The Shared Philosophy of Ajax and Tottenham

Although these clubs have only faced off against each other over thirty years ago, there are some remarkable resemblances between these two teams that face off in the first leg for a Champions League final ticket tomorrow. Though it is considered a surprise that these teams made it this far, they both resemble a football philosophy that goes beyond money and will hopefully be an inspiration for clubs in the future. It is great to see a clash of these two teams, because that will show us the difference in playstyle more than anything. But for now, let’s focus on what they have in common.

‘energía universal’ and ‘total person’

Pochettino strongly believes in what he calls ‘energía universal’. It is the philosophy that everything connects. A performance on the pitch is the result of everything coming together. That is why the manager invests in his players by engaging with them personally. Choosing to solve ‘gaps’ in his team by educating players instead of straight running to the transfermarket. This sounds a lot like Louis van Gaal’s ‘total person’ approach, the coach that won the last Champions League trophy with ajax.

Flexibility versus total football

The dutch school of total football has long been considered a thing of the past, though Guardiola and Barcelona are still successful adepts of the Cruyff philosophy. Dominating with technical football and possession asks so much discipline that only the best of the best manage to keep the total football principal alive. Not surprisingly, Ajax is the club where total football was once born under Cruyff and manager Ten Hag was a student of Guardiola at Bayern. This year’s success is the circle coming together in what have been called total football 2.0: dominating football with high pressure and players playing freely between the lines. The whole team joins in defending as well as attacking, asking an insane physical effort from the players.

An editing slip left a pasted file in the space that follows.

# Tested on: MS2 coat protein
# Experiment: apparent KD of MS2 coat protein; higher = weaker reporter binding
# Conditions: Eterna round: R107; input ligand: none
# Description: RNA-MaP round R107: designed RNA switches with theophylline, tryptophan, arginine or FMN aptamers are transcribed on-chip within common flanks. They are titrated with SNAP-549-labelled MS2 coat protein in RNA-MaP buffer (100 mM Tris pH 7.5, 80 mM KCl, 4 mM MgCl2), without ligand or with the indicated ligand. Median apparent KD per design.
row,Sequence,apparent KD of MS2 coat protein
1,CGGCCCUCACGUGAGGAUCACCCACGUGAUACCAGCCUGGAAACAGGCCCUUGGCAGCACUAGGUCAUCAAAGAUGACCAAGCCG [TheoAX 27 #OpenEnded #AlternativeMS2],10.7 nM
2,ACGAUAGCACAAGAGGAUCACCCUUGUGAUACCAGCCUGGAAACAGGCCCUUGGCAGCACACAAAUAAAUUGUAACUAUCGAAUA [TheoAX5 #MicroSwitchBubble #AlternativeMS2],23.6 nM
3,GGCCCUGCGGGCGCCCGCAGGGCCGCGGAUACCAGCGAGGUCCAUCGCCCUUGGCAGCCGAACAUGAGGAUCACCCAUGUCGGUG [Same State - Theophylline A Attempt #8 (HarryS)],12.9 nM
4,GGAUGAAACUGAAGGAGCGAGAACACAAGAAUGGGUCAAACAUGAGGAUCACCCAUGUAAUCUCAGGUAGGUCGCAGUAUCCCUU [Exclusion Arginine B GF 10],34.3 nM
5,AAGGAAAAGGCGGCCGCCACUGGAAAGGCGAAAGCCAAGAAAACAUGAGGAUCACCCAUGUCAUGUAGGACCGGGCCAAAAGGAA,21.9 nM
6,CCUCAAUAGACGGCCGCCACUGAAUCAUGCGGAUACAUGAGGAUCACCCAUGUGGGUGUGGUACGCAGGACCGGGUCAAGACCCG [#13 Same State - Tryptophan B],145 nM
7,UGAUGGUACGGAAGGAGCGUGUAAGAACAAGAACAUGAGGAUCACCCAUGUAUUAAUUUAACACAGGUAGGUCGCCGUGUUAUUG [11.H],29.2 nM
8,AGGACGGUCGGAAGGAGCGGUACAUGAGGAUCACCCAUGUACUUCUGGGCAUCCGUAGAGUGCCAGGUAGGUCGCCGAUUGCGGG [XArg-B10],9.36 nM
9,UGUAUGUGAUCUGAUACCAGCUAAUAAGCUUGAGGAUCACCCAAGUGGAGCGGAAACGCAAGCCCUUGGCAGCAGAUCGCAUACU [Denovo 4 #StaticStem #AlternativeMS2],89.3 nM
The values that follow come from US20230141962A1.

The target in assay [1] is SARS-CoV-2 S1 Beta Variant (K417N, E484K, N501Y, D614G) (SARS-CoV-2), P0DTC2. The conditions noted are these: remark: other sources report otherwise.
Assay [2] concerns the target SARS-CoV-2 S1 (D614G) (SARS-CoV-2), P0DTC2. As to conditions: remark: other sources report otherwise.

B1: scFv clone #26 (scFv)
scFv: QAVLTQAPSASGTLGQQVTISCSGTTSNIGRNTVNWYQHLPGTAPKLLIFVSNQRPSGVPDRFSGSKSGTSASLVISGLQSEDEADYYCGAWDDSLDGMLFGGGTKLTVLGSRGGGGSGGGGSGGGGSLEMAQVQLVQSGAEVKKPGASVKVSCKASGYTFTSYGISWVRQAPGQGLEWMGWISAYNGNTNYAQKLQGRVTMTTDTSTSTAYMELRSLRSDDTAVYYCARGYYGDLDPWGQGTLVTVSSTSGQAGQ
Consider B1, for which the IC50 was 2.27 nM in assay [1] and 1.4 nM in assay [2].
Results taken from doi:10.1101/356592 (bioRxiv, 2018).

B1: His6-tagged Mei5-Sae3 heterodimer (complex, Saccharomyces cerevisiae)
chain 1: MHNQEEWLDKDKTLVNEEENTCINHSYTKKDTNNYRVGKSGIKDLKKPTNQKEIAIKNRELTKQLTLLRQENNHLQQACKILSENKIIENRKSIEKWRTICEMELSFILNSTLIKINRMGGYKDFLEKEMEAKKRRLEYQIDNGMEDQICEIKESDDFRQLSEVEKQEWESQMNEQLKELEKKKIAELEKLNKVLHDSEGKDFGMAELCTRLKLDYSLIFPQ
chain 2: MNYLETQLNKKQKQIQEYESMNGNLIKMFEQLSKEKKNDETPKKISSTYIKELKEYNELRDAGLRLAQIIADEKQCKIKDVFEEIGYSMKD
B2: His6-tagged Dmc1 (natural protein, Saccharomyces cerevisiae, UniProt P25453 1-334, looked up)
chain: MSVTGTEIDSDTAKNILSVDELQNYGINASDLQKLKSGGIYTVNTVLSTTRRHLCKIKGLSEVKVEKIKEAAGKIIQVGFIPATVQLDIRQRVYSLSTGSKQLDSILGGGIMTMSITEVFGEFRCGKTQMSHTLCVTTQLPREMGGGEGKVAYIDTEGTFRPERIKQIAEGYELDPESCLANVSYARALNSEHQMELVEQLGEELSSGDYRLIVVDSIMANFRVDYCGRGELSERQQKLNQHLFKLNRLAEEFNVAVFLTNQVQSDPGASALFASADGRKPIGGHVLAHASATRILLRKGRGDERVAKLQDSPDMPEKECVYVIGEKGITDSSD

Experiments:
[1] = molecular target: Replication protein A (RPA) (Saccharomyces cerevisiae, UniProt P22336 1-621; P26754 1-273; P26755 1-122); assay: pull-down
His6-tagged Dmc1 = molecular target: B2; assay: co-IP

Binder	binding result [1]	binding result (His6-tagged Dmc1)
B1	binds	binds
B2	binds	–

Tottenham on the other hand wields a more flexible approach which is the basis for their success. Against Manchester City in the Champions League quarter finals, the foxes started of in a 4-4-1-1 formation, while ending in 5-3-2. Three days later, in the match against City for the Premier League, they start off in 5-3-2 counter formation and then switch near the end of the game to a 4-2-3-1 to pressure their opponent more assertively. Then against Brighton & Hove Albion Pochettino suddenly starts with an optimistic 4-3-3 and even goes opportunistic near the end of the game with 4-2-4, securing the victory. Against West Ham, they start with a diamond 4-4-2 and switch twice to 4-2-3-1 and 4-2-2-2. In a way it is also total football, but with a different interpretation.

Growing Bonds

Whatever the outcome of the diptych, this match has made clear that there are growing bonds between the two clubs that maybe wouldn’t have been noticed to the public if they didn’t had to play each other. Besides Martin Jol having a history at both clubs, the recent interest of Tottenham in players from Ajax makes clear that the two clubs have similarities in playstyle and philosophy. Jan Vertonghen, Davinson Sánchez, Toby alderweireld and Christian Eriksen are all current players with an Ajax history. Will there be more to come?

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